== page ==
MILWAUKEE - Home utility disconnections have been on pause in Wisconsin since last fall. Now, there won’t be any residential disconnections until spring 2021, at the earliest.
At the Neighborhood House of Milwaukee, struggling families are grateful to receive one week’s worth of food. They’re also feeling a sense of relief to learn it just got a lot easier to keep their lights on at home.
Neighborhood House of Milwaukee
Mary Thompson said she's happy a Wisconsin moratorium on home utility disconnections has been extended. She lives in the same house as her nephew, who needs the internet to attend school.
“We all need help,” said Thompson. “Especially for the kids. Some of them can't go to school. They're on the computer.”
Staff at the Neighborhood House has witnessed firsthand the hardships that people in Milwaukee are facing. A pantry was opened in July, already serving nearly 2,000 people. The executive director applauded the extension of the moratorium on disconnections.
“In the case of a lot of the folks who live on the near west side, utility payments are a significant part of the expense lineup,” said Jeff Martinka, executive director of Neighborhood House of Milwaukee.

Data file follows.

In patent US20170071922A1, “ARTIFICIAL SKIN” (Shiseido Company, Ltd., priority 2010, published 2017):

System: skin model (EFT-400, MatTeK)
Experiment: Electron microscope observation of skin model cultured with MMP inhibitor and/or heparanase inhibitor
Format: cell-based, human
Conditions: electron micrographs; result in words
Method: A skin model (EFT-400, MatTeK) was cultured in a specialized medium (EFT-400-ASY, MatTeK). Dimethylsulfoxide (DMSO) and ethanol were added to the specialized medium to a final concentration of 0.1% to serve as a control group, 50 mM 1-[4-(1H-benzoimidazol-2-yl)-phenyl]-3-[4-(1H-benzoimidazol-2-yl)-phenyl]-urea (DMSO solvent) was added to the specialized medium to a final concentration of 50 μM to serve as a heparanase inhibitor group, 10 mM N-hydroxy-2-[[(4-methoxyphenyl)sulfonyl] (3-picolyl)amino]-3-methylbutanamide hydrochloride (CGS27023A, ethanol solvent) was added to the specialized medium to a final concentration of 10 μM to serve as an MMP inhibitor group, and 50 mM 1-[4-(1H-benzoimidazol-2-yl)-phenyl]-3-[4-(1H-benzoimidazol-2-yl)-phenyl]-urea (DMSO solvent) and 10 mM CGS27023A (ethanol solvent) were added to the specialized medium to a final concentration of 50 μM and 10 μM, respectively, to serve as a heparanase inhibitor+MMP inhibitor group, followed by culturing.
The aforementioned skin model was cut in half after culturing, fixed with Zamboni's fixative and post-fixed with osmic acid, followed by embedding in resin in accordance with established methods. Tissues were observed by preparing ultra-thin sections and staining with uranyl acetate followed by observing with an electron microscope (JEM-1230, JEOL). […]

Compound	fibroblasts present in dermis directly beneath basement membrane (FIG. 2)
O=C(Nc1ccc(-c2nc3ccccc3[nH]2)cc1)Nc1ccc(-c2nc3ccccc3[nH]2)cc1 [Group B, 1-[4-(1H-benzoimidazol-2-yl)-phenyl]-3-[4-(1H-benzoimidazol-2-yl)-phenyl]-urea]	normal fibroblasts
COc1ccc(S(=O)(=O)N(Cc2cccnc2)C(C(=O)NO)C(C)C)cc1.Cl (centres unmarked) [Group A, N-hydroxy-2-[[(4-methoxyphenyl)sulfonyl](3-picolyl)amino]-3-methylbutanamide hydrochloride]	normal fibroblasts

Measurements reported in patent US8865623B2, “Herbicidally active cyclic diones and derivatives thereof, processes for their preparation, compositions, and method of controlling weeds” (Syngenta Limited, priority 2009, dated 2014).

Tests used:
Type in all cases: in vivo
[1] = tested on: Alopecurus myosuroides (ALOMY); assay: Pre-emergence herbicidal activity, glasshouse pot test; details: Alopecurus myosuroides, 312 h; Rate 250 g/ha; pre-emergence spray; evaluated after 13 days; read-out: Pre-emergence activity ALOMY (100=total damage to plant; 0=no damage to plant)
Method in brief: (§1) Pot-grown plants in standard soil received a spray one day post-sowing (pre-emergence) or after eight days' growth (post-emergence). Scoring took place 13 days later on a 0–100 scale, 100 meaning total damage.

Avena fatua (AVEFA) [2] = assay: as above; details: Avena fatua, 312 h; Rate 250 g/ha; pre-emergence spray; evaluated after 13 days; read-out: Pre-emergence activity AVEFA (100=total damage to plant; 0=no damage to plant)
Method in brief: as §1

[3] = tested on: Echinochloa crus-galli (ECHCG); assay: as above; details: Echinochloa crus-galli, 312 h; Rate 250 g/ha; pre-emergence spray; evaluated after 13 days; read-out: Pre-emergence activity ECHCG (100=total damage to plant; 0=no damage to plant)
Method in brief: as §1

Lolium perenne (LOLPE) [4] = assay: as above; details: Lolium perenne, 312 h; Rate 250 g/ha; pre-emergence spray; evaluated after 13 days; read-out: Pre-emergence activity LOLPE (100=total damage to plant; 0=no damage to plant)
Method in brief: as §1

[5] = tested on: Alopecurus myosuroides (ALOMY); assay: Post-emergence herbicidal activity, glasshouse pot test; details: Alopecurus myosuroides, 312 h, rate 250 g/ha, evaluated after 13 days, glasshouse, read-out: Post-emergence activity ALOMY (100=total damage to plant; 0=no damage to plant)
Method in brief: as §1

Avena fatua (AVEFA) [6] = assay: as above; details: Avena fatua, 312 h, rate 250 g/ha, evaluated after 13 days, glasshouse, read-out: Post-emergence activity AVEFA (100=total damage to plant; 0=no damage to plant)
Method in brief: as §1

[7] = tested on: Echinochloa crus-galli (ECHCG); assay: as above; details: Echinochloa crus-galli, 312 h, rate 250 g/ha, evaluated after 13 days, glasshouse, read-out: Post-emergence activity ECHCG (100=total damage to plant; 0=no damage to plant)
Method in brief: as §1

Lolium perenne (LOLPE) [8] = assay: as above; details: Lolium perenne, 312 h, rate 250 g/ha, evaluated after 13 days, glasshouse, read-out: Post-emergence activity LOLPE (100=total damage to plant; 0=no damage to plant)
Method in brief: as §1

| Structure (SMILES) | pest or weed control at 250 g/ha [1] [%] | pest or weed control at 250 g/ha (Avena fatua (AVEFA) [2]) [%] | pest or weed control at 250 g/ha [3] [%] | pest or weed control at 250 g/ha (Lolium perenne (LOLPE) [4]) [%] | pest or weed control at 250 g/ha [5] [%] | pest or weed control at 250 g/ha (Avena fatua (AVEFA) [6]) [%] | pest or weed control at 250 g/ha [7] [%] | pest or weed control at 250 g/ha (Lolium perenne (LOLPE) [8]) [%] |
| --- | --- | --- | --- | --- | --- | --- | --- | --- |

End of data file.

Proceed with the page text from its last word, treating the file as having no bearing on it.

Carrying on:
The Public Service Commission of Wisconsin (PSC) voted to extend the moratorium through Nov. 1. On that date, Wisconsin’s annual moratorium on cold weather disconnections goes into effect. The earliest disconnections could resume is April 15.
“We've kept the lights on," said Brendan Conway, We Energies spokesman. "We've kept the natural gas flowing, and we're going to continue to do that as we head into the winter."
Conway wanted to remind customers the moratorium does not waive their utility bills. We Energies is offering payment plans, and Conway said some people may qualify for energy assistance.
“We know now is a difficult time for some people financially. Give us a call. We have lots of options available for customers,” said Conway.
Without this extension, more than 54,000 households faced disconnection. The PSC decided that keeping the lights on, plus their water and gas, was in the interest of public safety.
“People need to be able to wash their hands. People need to be able to keep safe distances from one another,” said Rebecca Cameron Valcq, chairwoman of the PSC.
Valcq says the PSC’s decision will help keep people in their homes and out of public places, where the coronavirus can spread.
“We've got the second-highest percent positive rate in the nation,” said Valcq.
According to the PSC, Wisconsin utility companies are already owed $235.7 million in unpaid electric, gas and water bills. The PSC and We Energies say it’s too soon to know whether the unpaid bills will lead to higher rates for all customers.
In Milwaukee, Thompson has already arranged a payment plan with We Energies.
“They work with you. If it doesn't go as planned, something happens, just call them,” said Thompson.
If paying your utility bill is a challenge, you may qualify for help from the Wisconsin Home Energy Assistance Program (WHEAP). On Oct. 1, WHEAP will receive additional funding from The CARES Act.
CLICK HERE for more on energy assistance in Milwaukee County.